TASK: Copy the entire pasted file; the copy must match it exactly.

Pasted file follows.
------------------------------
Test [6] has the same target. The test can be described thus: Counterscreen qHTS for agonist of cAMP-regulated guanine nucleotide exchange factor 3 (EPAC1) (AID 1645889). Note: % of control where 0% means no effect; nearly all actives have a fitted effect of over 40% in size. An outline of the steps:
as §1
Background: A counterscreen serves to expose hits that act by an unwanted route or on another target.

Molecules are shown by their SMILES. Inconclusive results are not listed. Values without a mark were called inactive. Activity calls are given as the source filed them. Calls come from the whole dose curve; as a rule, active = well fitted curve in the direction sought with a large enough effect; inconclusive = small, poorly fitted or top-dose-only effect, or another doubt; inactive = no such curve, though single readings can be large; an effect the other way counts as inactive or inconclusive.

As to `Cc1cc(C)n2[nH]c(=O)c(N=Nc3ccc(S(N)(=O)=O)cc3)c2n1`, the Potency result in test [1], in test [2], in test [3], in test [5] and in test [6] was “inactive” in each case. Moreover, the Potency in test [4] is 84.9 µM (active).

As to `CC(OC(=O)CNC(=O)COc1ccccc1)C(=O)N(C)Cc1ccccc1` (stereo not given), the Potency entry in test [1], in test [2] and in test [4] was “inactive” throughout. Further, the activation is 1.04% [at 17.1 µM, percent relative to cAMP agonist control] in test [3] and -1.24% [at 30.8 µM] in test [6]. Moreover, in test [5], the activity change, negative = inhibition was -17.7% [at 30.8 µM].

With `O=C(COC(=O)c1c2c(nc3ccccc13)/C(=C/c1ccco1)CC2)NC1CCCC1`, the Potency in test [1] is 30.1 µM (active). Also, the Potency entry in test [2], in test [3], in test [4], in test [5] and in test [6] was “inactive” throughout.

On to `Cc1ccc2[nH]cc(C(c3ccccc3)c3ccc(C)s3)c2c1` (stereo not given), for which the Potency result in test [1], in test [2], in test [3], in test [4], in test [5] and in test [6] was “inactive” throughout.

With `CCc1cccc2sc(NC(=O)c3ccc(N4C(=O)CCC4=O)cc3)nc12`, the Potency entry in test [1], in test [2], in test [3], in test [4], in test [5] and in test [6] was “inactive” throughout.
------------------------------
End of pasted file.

Test [6] has the same target. The test can be described thus: Counterscreen qHTS for agonist of cAMP-regulated guanine nucleotide exchange factor 3 (EPAC1) (AID 1645889). Note: % of control where 0% means no effect; nearly all actives have a fitted effect of over 40% in size. An outline of the steps:
as §1
Background: A counterscreen serves to expose hits that act by an unwanted route or on another target.

Molecules are shown by their SMILES. Inconclusive results are not listed. Values without a mark were called inactive. Activity calls are given as the source filed them. Calls come from the whole dose curve; as a rule, active = well fitted curve in the direction sought with a large enough effect; inconclusive = small, poorly fitted or top-dose-only effect, or another doubt; inactive = no such curve, though single readings can be large; an effect the other way counts as inactive or inconclusive.

As to `Cc1cc(C)n2[nH]c(=O)c(N=Nc3ccc(S(N)(=O)=O)cc3)c2n1`, the Potency result in test [1], in test [2], in test [3], in test [5] and in test [6] was “inactive” in each case. Moreover, the Potency in test [4] is 84.9 µM (active).

As to `CC(OC(=O)CNC(=O)COc1ccccc1)C(=O)N(C)Cc1ccccc1` (stereo not given), the Potency entry in test [1], in test [2] and in test [4] was “inactive” throughout. Further, the activation is 1.04% [at 17.1 µM, percent relative to cAMP agonist control] in test [3] and -1.24% [at 30.8 µM] in test [6]. Moreover, in test [5], the activity change, negative = inhibition was -17.7% [at 30.8 µM].

With `O=C(COC(=O)c1c2c(nc3ccccc13)/C(=C/c1ccco1)CC2)NC1CCCC1`, the Potency in test [1] is 30.1 µM (active). Also, the Potency entry in test [2], in test [3], in test [4], in test [5] and in test [6] was “inactive” throughout.

On to `Cc1ccc2[nH]cc(C(c3ccccc3)c3ccc(C)s3)c2c1` (stereo not given), for which the Potency result in test [1], in test [2], in test [3], in test [4], in test [5] and in test [6] was “inactive” throughout.

With `CCc1cccc2sc(NC(=O)c3ccc(N4C(=O)CCC4=O)cc3)nc12`, the Potency entry in test [1], in test [2], in test [3], in test [4], in test [5] and in test [6] was “inactive” throughout.